) is a genus of trees and shrubs of the willow family (Salicaceae). About 300 species occur worldwide, chiefly in the Northern Hemisphere; in Canada, some 54 native species (7 or 8 reaching tree size) are known, plus numerous forms of subspecific rank. Identification is complicated because plants are dioecious (ie, male and female flowering catkins occur on different plants) and the catkins frequently appear before the leaves. Leaves are simple, alternate and usually long and pointed; flowers are petalless. Distribution is transcontinental; some of the smallest woody plants, eg, dwarf willow (S. herbacea
), extend the genus range to the High Arctic. Introduced species include the large, popular weeping willow (S. babylonica
). Willows are widely grown for ornament, as shelterbelt plantings, and sometimes for waterside erosion control. The tough, flexible young branches are wickerwork material (osier). Like the ancient Greeks, Canadian Indians used the bitter inner bark, which contains salicylic acid, as a painkiller and to reduce fever. Although the wood is soft, it is used by artisans in the weaving and crafting of rustic furniture.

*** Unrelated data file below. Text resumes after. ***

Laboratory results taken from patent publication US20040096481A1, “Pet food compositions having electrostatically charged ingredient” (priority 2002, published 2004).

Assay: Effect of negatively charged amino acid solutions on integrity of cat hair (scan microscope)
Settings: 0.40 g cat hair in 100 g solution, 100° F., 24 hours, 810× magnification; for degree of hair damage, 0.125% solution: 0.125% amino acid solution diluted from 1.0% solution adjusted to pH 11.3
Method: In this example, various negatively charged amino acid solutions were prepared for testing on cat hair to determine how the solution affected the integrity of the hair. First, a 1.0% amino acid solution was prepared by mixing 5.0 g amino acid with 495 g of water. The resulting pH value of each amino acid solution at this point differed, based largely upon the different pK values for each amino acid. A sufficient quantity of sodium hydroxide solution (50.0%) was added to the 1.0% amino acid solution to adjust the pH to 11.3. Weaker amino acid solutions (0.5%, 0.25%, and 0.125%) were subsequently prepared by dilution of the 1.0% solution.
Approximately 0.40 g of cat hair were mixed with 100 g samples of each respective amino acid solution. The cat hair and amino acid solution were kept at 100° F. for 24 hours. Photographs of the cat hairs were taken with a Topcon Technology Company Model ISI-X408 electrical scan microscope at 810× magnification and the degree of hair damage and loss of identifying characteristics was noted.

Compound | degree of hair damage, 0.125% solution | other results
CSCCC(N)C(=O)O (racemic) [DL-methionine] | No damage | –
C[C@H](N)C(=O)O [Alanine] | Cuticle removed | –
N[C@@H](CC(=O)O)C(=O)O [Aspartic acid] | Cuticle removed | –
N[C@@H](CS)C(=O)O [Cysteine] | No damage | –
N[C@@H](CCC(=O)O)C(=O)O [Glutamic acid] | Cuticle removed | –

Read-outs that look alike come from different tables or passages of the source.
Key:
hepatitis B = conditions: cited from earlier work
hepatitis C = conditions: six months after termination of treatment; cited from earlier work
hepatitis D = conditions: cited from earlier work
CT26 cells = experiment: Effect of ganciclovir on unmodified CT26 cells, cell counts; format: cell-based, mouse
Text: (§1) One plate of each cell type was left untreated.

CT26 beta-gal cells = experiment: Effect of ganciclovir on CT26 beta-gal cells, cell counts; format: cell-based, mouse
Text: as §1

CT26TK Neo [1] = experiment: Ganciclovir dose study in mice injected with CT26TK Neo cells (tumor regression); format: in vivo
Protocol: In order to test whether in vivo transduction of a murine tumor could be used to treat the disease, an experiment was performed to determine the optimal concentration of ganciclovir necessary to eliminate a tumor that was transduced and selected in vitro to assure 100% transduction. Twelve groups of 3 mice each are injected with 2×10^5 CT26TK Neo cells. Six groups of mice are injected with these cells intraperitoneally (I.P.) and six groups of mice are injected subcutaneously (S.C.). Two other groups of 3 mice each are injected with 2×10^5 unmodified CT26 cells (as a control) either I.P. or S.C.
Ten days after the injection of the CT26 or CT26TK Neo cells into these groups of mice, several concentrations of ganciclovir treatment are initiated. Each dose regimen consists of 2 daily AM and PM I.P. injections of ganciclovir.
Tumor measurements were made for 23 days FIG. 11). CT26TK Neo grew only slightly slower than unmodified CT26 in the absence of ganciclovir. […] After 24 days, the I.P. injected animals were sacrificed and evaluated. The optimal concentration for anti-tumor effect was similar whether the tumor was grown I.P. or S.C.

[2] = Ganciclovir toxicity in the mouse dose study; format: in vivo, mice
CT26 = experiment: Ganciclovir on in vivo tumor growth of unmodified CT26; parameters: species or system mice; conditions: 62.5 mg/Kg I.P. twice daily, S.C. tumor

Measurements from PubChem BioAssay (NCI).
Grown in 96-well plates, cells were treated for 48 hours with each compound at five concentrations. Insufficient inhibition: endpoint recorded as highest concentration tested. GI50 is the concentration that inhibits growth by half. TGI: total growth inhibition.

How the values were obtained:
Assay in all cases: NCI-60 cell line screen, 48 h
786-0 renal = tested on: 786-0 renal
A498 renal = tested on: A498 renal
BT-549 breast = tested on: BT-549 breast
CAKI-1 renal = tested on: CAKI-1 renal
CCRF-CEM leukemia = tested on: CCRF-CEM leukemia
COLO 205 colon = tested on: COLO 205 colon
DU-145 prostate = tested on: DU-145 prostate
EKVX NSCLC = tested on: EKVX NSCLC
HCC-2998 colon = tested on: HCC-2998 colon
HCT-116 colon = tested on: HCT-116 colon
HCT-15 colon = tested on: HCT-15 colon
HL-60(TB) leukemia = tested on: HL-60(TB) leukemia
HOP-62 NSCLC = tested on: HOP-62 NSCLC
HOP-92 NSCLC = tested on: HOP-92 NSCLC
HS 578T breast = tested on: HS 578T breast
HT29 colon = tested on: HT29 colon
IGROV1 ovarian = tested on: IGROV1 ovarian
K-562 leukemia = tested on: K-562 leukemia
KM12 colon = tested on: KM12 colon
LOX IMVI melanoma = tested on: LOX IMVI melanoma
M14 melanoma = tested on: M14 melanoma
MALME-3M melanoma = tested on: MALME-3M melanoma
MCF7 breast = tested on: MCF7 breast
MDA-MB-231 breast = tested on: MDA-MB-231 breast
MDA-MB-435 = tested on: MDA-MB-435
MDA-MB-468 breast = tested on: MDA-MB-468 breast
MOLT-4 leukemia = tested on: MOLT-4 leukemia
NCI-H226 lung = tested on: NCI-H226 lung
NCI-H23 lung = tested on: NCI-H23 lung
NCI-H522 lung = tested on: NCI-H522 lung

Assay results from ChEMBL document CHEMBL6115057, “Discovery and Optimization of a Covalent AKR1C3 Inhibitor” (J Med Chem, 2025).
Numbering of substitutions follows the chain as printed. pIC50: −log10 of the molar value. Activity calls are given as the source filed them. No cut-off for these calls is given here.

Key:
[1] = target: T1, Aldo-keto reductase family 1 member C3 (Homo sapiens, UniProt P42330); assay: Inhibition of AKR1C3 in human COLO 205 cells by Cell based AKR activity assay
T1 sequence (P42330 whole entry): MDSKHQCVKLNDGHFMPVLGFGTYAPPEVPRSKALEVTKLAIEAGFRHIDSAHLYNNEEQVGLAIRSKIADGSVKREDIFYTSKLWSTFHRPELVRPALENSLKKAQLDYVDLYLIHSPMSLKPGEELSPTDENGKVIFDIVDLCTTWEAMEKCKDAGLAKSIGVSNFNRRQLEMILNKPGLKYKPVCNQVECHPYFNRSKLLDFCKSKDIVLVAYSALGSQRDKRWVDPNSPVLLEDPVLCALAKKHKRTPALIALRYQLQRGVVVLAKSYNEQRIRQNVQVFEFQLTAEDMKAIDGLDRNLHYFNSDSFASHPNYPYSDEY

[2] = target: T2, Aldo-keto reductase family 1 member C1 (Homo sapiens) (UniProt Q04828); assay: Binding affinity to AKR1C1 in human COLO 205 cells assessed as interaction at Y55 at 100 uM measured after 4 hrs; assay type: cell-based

The dwarf willow (S. herbacea) extends the range of the willow to the High Arctic (Corel Professional Photos).
Male flowers (left) and female flowers of the weeping willow (artwork by Claire Tremblay).
Links to Other Sites
The Plant List
Search this online database for information about one million plant species from around the world. Also, click on "major plant groups" at the bottom of the page to browse descriptions of species of interest. Fungi and algae are excluded. From the Royal Botanic Gardens, Kew, in the UK and the Missouri Botanical Garden in the US.
Flora of North America
The FNA website features information on the names, taxonomic relationships, continent-wide distributions, and morphological characteristics of all plants native and naturalized found in North America north of Mexico.